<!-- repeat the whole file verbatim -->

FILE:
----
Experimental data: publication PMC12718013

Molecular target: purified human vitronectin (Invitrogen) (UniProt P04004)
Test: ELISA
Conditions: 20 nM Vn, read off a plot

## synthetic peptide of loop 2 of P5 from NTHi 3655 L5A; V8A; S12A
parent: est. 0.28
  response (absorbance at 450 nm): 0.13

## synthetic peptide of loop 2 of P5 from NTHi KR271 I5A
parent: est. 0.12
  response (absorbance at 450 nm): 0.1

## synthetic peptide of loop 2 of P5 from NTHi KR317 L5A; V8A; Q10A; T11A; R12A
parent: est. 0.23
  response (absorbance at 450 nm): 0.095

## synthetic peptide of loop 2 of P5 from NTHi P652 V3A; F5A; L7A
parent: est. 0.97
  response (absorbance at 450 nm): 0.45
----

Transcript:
Experimental data: publication PMC12718013

Molecular target: purified human vitronectin (Invitrogen) (UniProt P04004)
Test: ELISA
Conditions: 20 nM Vn, read off a plot

## synthetic peptide of loop 2 of P5 from NTHi 3655 L5A; V8A; S12A
parent: est. 0.28
  response (absorbance at 450 nm): 0.13

## synthetic peptide of loop 2 of P5 from NTHi KR271 I5A
parent: est. 0.12
  response (absorbance at 450 nm): 0.1

## synthetic peptide of loop 2 of P5 from NTHi KR317 L5A; V8A; Q10A; T11A; R12A
parent: est. 0.23
  response (absorbance at 450 nm): 0.095

## synthetic peptide of loop 2 of P5 from NTHi P652 V3A; F5A; L7A
parent: est. 0.97
  response (absorbance at 450 nm): 0.45